The Right Honourable Justice Tun Tengku Maimun binti Tuan Mat

Chief Justice, Federal Court of Malaysia


Yang Amat Mulia Tunku Zain Al-‘Abidin Ibni Tuanku Muhriz

Founding President, Institute for Democracy and Economic Affairs (“IDEAS”)


Cyrus Das

Past President, Malaysian Bar

We are continuously updating the programme – stay tuned!

Prospect and Viability of Small Firm Practice: Is Affiliation and Group Practice the Next Logical Step?

The post-COVID-19 world now presents a fresh set of challenges to small firms — reduced workstream and clients implementing their own costs-cutting measures, among others, are pushing small firms more than ever before to explore ways and means to reduce operating costs to remain viable financially. Along with this is also the need for small firms to increase their competency and capacity.

While few small firms are able to weather the storm and meet challenges on their own, a sizeable number of small firms — particularly sole proprietors and firms comprising just one or two lawyers, and which form the majority of law firms in the country — are finding it difficult to manage these challenges.

This begs the question of whether it is now an opportune time for small firms to consider more seriously the prospect of working together as a group or an affiliation to manage these challenges and to grow together. The Group Law Practice model under the Legal Profession (Group Law Practice) Rules 2018 which allows up to five small firms to share their offices and resources, is an attractive option towards this, and is an idea that small firms should seriously look into, in overcoming challenges in the face of adversity, post COVID-19.

R Jayabalan, Advocate and Solicitor, R Jayabalan; Chairperson, Bar Council Small Firms Practice Committee

Nahendran Navaratnam, Advocate and Solicitor, Navaratnam Chambers

Issac Chan, Barrister, Rede Chambers, Hong Kong

Lisa Sam Hui Min, Vice-President, Law Society of Singapore; Managing Partner, Lisa Sam & Company, Singapore

Allen Miranda Emmanuel, Co-Deputy Chairperson, Small Firms Practice Committee; Partner, Suraiya Arif, Miranda & Tan

Waqf: The Legal and Regulatory Framework Needed for Implementation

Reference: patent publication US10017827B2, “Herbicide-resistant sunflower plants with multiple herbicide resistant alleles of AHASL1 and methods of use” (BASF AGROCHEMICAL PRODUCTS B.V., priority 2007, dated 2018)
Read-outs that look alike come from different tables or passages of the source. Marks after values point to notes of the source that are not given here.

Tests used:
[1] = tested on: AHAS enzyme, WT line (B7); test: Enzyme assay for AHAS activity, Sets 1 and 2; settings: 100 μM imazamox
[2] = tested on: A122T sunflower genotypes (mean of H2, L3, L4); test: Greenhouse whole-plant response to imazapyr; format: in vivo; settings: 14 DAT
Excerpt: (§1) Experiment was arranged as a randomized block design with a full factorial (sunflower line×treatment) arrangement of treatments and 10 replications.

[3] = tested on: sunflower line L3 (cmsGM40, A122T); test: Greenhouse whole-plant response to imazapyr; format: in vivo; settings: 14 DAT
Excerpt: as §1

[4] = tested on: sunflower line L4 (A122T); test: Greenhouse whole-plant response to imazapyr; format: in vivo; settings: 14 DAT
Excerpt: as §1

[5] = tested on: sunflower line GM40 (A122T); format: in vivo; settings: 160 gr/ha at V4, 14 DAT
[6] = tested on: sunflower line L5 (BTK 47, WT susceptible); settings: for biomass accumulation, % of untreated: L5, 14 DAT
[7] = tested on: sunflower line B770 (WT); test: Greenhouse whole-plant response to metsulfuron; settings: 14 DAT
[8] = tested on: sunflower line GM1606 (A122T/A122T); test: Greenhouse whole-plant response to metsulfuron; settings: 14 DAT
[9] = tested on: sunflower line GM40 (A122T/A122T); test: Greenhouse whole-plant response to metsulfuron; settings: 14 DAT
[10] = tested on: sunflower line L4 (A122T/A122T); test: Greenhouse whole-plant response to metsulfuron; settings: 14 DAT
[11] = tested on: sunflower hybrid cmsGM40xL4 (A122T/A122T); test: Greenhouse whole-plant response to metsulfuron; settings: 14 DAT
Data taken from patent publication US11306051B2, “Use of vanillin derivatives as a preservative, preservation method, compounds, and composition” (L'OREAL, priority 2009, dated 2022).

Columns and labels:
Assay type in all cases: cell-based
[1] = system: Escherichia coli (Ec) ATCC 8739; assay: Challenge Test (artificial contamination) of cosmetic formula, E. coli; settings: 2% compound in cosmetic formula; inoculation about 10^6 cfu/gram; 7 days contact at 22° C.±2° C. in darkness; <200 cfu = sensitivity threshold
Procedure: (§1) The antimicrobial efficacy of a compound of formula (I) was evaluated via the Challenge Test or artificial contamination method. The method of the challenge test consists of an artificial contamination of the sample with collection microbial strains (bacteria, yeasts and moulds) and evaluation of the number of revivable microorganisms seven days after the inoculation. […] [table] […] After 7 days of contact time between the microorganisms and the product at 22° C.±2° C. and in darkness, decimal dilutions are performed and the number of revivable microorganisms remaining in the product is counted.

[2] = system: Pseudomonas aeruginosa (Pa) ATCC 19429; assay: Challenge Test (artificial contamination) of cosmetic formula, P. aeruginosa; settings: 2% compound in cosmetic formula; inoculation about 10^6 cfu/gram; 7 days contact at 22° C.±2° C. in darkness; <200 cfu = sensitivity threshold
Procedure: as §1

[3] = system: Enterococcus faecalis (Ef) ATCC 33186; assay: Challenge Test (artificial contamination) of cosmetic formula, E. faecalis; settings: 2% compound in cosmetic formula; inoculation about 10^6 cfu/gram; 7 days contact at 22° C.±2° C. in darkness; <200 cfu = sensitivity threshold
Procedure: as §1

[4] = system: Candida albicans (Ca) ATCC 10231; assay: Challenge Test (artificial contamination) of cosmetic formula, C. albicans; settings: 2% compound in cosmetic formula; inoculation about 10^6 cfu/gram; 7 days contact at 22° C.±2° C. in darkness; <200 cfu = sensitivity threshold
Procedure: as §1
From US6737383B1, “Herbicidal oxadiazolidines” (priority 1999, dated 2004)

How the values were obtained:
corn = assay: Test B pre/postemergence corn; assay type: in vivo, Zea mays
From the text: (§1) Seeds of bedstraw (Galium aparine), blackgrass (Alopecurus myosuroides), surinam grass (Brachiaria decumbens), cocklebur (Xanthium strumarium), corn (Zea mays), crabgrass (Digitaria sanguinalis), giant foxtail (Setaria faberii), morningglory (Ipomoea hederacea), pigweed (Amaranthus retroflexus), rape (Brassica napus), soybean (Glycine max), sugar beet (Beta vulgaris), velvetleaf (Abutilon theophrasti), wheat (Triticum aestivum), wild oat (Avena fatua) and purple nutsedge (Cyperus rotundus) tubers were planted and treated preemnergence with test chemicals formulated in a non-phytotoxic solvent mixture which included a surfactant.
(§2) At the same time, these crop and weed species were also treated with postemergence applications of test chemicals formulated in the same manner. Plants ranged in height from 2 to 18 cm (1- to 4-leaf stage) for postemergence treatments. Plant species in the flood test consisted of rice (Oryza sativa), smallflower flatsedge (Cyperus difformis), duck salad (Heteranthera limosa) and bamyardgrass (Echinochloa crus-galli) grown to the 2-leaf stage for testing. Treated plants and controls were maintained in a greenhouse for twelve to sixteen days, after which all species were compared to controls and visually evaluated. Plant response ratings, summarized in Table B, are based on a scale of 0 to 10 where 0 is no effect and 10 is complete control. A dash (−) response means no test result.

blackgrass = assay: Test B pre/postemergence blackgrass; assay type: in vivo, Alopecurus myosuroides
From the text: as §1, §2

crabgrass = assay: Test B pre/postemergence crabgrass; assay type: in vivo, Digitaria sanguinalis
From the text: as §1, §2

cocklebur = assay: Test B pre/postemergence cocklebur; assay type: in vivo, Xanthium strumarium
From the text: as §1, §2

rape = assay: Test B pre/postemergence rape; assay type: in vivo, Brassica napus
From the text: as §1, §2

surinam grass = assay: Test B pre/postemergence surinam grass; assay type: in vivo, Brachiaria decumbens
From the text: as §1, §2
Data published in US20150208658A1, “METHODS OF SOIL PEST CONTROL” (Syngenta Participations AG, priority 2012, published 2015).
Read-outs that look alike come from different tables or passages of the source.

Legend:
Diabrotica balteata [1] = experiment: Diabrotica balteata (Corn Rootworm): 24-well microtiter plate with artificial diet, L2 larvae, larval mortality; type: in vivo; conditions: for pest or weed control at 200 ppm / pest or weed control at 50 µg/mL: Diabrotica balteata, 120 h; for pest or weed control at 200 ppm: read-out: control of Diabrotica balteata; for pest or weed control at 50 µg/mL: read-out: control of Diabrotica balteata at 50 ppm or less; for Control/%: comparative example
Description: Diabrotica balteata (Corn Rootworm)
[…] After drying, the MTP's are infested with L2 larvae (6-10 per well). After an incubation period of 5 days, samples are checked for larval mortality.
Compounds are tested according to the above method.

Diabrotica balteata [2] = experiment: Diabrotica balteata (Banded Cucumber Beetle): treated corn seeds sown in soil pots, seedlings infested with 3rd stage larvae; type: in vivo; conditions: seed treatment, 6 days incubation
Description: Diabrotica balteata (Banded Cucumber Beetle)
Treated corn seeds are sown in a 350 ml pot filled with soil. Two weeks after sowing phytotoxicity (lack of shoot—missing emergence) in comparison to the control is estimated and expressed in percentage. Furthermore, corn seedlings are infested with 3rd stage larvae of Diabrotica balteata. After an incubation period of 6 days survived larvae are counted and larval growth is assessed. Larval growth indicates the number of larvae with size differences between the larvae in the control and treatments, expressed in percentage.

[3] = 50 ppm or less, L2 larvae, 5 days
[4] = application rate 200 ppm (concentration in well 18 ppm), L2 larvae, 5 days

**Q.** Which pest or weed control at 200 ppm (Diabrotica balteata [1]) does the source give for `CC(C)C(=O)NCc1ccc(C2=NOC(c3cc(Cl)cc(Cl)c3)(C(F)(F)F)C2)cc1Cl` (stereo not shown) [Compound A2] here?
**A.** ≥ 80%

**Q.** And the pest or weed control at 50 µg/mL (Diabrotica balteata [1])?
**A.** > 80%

There is a saying that states that when we die, all good deeds come to an end, except three: (a) ongoing charity; (b) knowledge that benefits others; and (c) a righteous child who prays for his/her parents.

Charitable giving in Malaysia is not new. Malaysians are consistently ever willing to rally together to donate for a good cause, be it to assist war-torn countries, to feed the hungry, rebuild schools and orphanages, or even spread goodwill and joy for people to watch live World Cup football matches! Malaysians are very receptive to the mobilisation of resources for worthwhile causes, which is akin to waqf.

If this can be properly regulated through an organised, transparent and accountable framework, waqf could be a unique financial tool for sustainable development, particularly for ailing economies to meet their society’s multifaceted needs.

Can waqf be developed in this direction, given the legal and regulatory framework governing waqf in Malaysia today?

Mohd Bahroddin Badri, Shariah Specialist cum Head Shariah Advisory, ISRA Consulting

Umar Munshi, Founder, Ethis Global

Sharifah Shafika Alsagoff, Partner, Skrine

The Development of the Law on Discovery / e-Discovery Pre- and Post-Pandemic: A Comparative Analysis

Lawyers are familiar with the challenges of storing, identifying, and locating thousands of relevant documents for the purposes of discovery and disclosure in complex matters. It compounds the inherent cumbersome features or tediousness of litigation which has been aggravated by the pandemic. The amount of labour, time required, and expenses incurred are not only uneconomical but also impede efficiency.

The future is therefore in embracing the appropriate technological infrastructure. Jurisdictions such as Canada and the United Kingdom (“UK”) have made progress to facilitate this contemporary advancement. By contrast, Malaysia has been slow in understanding the fundamental nuances of discovery and disclosure in terms of contemporary global trends pertaining to disputes / litigation and the need to improvise to keep up.

Join this session where we will explore the available options (such as Nuix and ES Locate) and draw a comparative analysis between the laws and technologies that cater to this advancement in Malaysia, Canada, and the UK.

The Honourable Dato’ Mohd Arief Emran bin Arifin, Judicial Commissioner, High Court of Kuala Lumpur (NCVC 8)

R Rishi, Partner, Messrs Rosli Dahlan Saravana Partnership

Linda Misbah, Senior Project Manager, Alexander Holburn, Canada

Philip Richardson, Partner, Eversheds Sutherland, United Kingdom


Effective Advocacy — Exploring the Future

The COVID-19 pandemic has accelerated the acceptance and use of online and remote technology in the conduct of hearings and trials in all levels of courts in Malaysia and throughout the world.  This session will delve into what the immediate future holds for advocacy and the conduct of court matters.

The panellists — comprising judges and advocates — will discuss effective advocacy skills and techniques for this new environment. The session will also include a conversation on issues faced by junior lawyers in litigation and what can be done to develop and thrive in litigation.

The Honourable Justice Dato’ Mary Lim Thiam Suan, Judge, Federal Court

The Honourable Justice Datuk Vazeer Alam bin Mydin Meera, Judge, Court of Appeal

Raja Eileen Soraya, Chairperson, Bar Council Advocacy Training Committee; Partner, Raja, Darryl & Loh

Alan Wong Teck Wei, Partner, Zain Megat & Murad

Foo Joon Liang, Partner, Gan Partnership

We are continuously updating the programme – stay tuned!